Thoughtful Thursday#5: Top-Roping is Insane

Thoughtful TH#5: Top-roping is absolutely insane!

I say this to my SPI students, somewhat tongue-in-cheek, as I mean “TR-ing done incorrectly”...but so much of it is. Here are the reasons why:

  1. ITS FREE SOLOING. Look at the person in P1 (Not featured in this Blog Post, but observable on the IG or FB on this same date). They are at cliff's edge. Unconnected to a rope. They may not feel like they free-soloed the pitch, since they simply walked around...and then went and stood on the edge.

  2. TIME FOR TROUBLE. In multi-pitch, done right, anchors exist less than an hour.TR anchors may be in place all day. An edge that wouldn't cause much damage in an hour could be core shot by day's end. A piece that wouldn't wiggle far in an hour, could walk out of a crack in a few.

  3. ZERO EYES. In multi-pitch, there's always 2 or more eyes—watching the anchor. When you're TR-ing there are zero eyes looking at the anchor. If carabiners are loaded weird (See P2, from last weekend), if gates open, if the anchor isn't actually equalized there are zero eyes to see it and zero hands to fix it.

  4. DIRT DISTANCE. TR-ing is so comforting--always close to the ground. Multi-pitch is intimidating--so high up there! This is a case of the disease masquerading as the cure. Dirt does hurt.

  5. COMPLACENCY. “It's just troping”--TR-ing is chill and easy. So simple a dog could do it—walk to the edge, clip draws, and start the amusement park ride. Multi-pitch is serious, demanding skill and attention. This kind of dichotomy in attitudes adds the final touch of cream to the crazy single-pitch sundae.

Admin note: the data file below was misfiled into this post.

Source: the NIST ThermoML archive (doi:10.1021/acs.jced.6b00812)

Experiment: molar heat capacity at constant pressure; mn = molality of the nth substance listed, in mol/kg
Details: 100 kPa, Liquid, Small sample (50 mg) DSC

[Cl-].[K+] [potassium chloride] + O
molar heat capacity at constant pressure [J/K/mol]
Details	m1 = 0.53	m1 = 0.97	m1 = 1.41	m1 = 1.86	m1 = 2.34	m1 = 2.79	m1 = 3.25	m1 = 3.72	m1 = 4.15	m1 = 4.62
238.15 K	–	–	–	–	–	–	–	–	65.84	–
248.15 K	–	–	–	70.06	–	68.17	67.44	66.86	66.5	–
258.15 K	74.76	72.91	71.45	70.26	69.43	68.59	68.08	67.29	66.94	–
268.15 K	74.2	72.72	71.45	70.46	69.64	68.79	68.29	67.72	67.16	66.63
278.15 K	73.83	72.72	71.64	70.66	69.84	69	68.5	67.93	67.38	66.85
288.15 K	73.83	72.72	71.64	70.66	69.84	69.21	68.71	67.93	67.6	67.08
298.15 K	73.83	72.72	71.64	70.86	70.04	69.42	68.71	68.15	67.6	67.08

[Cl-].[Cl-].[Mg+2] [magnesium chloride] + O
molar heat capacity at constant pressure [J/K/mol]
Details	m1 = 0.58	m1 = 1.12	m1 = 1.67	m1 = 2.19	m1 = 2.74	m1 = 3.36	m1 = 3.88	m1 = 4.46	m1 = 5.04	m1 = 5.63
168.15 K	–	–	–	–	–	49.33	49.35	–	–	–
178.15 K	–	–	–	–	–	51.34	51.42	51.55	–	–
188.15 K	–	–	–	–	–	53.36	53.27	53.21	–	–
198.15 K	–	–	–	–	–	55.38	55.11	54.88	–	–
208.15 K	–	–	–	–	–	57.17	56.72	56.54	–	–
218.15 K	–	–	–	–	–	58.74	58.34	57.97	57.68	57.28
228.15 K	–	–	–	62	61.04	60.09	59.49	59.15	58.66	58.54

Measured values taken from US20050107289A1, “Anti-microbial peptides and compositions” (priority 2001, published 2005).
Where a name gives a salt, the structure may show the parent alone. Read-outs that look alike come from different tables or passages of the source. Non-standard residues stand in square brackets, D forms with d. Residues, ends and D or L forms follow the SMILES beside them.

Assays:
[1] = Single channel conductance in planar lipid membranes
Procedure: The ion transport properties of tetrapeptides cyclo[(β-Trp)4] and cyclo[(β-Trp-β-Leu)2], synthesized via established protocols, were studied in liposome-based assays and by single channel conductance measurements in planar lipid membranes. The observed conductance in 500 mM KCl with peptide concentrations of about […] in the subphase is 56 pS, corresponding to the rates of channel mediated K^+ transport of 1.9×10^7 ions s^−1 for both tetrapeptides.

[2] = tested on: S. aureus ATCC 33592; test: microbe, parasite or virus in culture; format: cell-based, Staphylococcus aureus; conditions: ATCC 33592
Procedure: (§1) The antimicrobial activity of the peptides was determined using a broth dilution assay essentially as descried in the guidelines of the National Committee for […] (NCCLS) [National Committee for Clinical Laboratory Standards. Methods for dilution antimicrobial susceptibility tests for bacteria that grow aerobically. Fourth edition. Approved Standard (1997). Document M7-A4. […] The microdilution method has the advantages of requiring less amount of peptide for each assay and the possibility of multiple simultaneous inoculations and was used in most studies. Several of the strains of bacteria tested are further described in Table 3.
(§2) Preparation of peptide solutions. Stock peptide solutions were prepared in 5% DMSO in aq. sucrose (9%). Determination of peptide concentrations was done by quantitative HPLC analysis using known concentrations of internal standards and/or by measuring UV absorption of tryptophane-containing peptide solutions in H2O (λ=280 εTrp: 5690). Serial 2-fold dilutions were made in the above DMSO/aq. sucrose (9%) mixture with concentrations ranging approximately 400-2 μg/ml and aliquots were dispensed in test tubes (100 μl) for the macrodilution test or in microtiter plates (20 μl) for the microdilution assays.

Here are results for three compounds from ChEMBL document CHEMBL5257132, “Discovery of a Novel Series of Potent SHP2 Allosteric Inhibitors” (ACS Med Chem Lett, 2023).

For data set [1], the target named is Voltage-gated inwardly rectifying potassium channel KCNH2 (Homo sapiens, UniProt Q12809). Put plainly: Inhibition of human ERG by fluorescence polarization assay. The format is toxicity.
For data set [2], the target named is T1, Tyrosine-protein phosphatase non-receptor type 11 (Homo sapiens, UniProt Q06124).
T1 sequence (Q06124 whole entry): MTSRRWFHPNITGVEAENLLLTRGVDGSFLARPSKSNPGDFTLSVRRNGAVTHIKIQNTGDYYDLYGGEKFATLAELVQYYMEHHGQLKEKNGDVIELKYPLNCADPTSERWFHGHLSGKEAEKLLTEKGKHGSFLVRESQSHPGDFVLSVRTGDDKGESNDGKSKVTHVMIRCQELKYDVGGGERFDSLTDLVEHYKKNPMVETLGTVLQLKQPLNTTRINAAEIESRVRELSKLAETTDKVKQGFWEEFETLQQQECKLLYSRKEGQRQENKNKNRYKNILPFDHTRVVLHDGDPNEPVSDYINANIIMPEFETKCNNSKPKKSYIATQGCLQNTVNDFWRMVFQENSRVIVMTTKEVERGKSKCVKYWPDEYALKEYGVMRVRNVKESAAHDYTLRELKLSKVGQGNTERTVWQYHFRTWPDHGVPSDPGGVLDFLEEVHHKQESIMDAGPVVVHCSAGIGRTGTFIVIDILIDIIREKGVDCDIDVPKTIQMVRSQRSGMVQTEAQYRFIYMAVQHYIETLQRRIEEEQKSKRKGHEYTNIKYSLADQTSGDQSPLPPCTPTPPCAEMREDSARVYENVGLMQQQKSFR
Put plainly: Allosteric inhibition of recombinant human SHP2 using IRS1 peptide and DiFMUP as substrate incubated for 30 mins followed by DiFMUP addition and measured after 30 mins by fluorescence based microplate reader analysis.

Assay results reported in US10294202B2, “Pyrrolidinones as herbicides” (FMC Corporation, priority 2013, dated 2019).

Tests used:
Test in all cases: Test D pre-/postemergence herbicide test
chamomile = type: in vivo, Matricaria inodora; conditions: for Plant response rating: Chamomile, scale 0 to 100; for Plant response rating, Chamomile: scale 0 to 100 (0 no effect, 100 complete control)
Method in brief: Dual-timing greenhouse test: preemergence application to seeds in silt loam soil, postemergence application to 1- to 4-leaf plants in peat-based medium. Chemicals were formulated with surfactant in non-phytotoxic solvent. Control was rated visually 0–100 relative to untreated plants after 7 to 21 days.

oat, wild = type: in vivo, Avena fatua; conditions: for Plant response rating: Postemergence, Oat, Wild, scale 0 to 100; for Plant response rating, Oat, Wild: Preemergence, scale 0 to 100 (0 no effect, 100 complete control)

I'll save it for another TTH post to cover how utterly wacko it is that otherwise engaged parents send kids off to camp or to collegiate outdoor programs and just assume that those kiddos are in good hands, with nary an inquiry into the training and certifications of those staff and/or student leaders. Meanwhile, let's all treat TR with the respect it deserves: Get appropriate training as you bring your gym skills into the outdoor context, arrive with a sober and alert mind, remember where you are, and send.

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TTH is a counterweight to (but not a criticism of) the oh-so-popular climbing TechTuesday posts. See my Sept 5th post for background.